Perhaps I should’ve noticed something was off when I was in high school. I remember the distinct discomfort that ran through my bones whenever I would try to flirt with a girl. It wasn’t that I was necessarily poor with words — I have the best words — nor was I awkward around women. I did, however, feel as if my speech was hollow; that kind of socialization was almost mechanical to me, something I did because that’s what boys my age were supposed to do.
I had zero sexual interest in men, so I assumed I was heterosexual by default. It wasn’t until 2014 that I even realized that there were options beyond the three orientations — heterosexuality, homosexuality and bisexuality — of which I was aware. During my annual checkup that year, I mentioned to the doctor my general lack of sexual attraction. There are many medical explanations for such a thing, including hypoactive sexual desire disorder and hypothyroidism, so I wanted to know for sure what was wrong with me. The doctor agreed to test for any possible medical explanations, but also offered up an alternative theory: I was asexual. When my hormone levels came back normal, asexuality clicked for me as an answer to my confusion.
Asexuality is defined in Psychology Today as “a lack of sexual attraction to others or the lack of interest in sex.” Asexual people comprise an estimated one percent of the population, according to Williams College, with some academics suggesting the number to be even higher. Asexual people are not celibate, nor are we physiologically dysfunctional. We aren’t inherently averse to romantic relationships, either. We simply have zero desire to pursue sexual contact.
You might understandably assume that a life without sexual desire is uncomplicated. You’re wrong. You’re so wrong. Why are you so wrong? Despite the fact that my nonchalance towards the prospect of getting laid frees up my schedule, it can also be incredibly alienating. Imagine you and 99 people you know decide you all want to play a game. The consensus choice is a game you have zero interest in playing, so you sit on the bleachers instead. There’s nothing fun about watching all of your friends play without you, regardless of how little you actually wanted to play the game.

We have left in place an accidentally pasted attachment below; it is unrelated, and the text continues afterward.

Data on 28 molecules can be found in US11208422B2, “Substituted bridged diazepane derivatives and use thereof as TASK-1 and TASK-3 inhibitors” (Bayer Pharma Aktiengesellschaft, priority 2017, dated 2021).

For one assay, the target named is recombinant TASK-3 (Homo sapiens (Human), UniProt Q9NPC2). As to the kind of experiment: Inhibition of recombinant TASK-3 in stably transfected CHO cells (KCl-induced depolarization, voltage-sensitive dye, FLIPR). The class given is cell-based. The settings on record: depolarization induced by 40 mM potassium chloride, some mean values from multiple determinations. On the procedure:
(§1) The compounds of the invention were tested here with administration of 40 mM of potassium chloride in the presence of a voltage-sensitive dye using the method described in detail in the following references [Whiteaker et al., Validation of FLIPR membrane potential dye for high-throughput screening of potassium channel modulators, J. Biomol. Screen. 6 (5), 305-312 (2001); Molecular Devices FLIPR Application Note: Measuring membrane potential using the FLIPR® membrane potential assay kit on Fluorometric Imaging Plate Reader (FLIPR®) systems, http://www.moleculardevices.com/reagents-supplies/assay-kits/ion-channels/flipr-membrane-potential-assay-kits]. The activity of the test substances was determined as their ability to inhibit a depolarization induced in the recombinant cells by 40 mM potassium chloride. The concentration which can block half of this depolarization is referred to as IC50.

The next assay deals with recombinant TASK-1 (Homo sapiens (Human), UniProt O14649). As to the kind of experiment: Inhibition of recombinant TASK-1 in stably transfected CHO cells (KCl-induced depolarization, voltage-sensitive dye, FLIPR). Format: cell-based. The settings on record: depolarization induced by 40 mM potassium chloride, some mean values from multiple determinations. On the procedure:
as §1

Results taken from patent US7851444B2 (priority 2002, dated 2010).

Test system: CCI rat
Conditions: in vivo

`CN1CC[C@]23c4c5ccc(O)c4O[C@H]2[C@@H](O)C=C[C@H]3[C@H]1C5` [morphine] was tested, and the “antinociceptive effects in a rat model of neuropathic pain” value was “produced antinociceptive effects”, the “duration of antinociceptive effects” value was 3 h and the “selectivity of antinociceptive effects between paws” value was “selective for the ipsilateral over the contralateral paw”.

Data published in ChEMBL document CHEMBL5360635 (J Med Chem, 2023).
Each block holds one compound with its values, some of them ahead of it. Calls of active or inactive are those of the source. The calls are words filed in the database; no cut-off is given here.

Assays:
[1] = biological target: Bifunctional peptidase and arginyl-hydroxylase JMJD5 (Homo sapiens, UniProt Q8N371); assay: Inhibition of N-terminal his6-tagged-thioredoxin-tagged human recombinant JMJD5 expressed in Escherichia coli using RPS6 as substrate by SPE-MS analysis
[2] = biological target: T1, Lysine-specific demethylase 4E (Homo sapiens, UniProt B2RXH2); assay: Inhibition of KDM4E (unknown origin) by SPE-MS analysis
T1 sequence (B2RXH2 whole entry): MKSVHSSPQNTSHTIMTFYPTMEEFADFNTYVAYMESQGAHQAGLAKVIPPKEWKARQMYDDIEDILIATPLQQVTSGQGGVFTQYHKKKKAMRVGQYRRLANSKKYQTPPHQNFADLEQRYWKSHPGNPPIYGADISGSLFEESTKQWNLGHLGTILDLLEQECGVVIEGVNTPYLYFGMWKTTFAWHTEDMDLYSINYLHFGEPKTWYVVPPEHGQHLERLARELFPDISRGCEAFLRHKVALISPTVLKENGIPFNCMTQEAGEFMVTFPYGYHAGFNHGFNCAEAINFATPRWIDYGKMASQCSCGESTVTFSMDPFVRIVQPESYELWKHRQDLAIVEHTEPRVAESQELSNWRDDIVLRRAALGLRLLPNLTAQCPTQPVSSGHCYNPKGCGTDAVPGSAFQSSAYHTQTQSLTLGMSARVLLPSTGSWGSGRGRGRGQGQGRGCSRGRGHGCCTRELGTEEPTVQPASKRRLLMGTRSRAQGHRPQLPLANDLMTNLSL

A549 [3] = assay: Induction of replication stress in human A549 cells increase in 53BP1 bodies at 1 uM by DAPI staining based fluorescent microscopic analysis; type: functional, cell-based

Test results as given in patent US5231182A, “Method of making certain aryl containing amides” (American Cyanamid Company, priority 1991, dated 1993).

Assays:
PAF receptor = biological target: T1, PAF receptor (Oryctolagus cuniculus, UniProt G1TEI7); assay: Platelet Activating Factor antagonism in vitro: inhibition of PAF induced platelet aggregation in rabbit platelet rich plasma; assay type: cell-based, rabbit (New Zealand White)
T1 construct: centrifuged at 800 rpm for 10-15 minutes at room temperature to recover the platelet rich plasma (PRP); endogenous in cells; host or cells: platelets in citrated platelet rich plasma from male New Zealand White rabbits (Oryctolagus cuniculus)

It’s especially difficult in college, where hook-up culture is protrusive. I usually leave bars before 9 p.m. because the sexual energy of nightlife makes me viscerally uncomfortable, and house parties are oftentimes overwhelming, too. Socialization becomes something of a chore for me when everyone is flocking to something I go out of my way to avoid. Even outside the realm of college life, human sexuality is expressed in the most glaringly obvious ways. Entertainment media, for example, frequently depicts sexual intercourse as a shorthand for romantic interest in lieu of actual character development. As someone who voraciously consumes pop culture and media, I constantly come across music, television, and cinema that reinforce the belief that sex is a necessary ingredient in romance. That may be the case for many, but it’s far from universal.
I’ve never met another asexual person. Given the relative rarity of the orientation and the fact that there’s no real way to “perform” asexuality, I don’t know if it’s reasonable to expect to meet someone like me any time soon. It sometimes helps just to know that they’re out there, but I would much rather have someone who can help me better understand everything that I am and am not. For those who wish to learn more about asexuality, the book The Invisible Orientation: An Introduction to Asexuality by Julie Sondra Decker is invaluable, as is the Asexuality Visibility and Education Network at asexuality.org. I may never shake the recurring instinct that the world in which I live belongs to everyone else except me, but it’s important for people to know that we exist. That I exist.